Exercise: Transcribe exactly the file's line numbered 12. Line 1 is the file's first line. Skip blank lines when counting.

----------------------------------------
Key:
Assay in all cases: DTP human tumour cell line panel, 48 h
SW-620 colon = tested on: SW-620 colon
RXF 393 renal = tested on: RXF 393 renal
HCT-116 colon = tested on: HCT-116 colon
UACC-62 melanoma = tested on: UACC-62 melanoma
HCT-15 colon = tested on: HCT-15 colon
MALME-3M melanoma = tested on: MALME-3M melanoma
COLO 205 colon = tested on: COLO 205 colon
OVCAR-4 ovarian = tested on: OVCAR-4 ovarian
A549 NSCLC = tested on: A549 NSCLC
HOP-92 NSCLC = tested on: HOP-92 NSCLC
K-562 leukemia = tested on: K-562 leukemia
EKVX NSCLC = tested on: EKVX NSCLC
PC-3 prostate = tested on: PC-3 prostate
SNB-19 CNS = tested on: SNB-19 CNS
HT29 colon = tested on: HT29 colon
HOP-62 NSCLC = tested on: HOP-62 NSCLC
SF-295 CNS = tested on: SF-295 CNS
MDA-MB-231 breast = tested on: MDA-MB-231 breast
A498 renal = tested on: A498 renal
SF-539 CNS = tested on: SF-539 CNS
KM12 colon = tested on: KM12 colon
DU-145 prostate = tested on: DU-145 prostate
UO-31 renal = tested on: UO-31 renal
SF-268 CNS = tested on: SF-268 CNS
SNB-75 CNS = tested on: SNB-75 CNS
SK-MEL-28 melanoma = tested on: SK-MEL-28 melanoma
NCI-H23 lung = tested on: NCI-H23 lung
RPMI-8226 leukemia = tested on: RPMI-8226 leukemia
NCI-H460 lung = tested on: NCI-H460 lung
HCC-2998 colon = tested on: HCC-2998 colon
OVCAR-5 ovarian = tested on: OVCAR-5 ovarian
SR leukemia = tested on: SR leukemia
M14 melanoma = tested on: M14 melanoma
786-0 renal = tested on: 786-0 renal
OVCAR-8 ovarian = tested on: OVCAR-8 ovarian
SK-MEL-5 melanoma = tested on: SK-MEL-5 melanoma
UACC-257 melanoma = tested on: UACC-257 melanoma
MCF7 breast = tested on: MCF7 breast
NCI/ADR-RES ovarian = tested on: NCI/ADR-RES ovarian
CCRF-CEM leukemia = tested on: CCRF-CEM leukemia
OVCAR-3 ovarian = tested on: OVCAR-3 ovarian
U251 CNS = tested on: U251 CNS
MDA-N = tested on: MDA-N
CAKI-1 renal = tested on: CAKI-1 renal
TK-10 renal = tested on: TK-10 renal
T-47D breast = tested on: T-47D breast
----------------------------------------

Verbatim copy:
HOP-92 NSCLC = tested on: HOP-92 NSCLC